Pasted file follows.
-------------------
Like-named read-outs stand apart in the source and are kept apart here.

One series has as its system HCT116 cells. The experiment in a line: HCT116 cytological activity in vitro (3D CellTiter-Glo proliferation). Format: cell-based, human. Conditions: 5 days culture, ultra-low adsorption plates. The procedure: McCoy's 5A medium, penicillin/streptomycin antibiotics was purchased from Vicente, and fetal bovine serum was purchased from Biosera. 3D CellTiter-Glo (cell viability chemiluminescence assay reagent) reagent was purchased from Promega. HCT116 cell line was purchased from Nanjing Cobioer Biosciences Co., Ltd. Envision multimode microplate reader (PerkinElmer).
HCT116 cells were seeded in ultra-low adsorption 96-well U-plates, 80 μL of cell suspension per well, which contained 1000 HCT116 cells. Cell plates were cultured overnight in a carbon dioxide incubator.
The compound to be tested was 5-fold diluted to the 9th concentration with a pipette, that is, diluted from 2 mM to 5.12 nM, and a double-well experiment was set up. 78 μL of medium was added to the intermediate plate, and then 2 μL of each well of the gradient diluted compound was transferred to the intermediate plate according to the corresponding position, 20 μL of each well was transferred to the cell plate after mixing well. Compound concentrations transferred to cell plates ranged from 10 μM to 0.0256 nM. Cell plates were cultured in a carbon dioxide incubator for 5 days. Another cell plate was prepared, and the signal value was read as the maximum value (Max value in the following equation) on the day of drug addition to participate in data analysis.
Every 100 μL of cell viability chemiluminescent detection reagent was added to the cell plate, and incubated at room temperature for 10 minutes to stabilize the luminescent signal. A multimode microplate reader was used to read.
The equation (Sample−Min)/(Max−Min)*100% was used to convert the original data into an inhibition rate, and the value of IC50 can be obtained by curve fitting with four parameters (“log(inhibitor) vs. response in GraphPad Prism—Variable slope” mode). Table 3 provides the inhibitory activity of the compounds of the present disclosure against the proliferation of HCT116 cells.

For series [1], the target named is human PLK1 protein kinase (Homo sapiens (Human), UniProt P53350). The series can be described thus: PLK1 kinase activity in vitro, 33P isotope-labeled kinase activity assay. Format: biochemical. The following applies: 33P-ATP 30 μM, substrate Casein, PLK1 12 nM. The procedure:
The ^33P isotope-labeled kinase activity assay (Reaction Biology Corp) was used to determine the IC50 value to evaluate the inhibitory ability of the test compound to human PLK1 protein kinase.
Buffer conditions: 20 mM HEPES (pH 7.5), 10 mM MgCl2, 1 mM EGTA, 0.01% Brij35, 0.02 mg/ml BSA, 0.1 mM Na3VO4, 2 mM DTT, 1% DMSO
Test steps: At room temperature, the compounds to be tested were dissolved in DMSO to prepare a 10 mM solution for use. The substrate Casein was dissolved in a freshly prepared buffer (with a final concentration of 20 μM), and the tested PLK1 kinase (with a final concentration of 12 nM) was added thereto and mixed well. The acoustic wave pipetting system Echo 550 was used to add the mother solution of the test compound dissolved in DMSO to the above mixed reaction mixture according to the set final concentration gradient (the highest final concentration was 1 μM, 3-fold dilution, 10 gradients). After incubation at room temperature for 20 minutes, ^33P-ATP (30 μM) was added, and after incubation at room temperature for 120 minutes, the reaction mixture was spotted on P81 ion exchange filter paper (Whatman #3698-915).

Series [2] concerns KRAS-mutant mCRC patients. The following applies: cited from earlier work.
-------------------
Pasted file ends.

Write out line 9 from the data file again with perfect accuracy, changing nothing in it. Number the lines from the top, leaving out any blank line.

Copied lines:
Buffer conditions: 20 mM HEPES (pH 7.5), 10 mM MgCl2, 1 mM EGTA, 0.01% Brij35, 0.02 mg/ml BSA, 0.1 mM Na3VO4, 2 mM DTT, 1% DMSO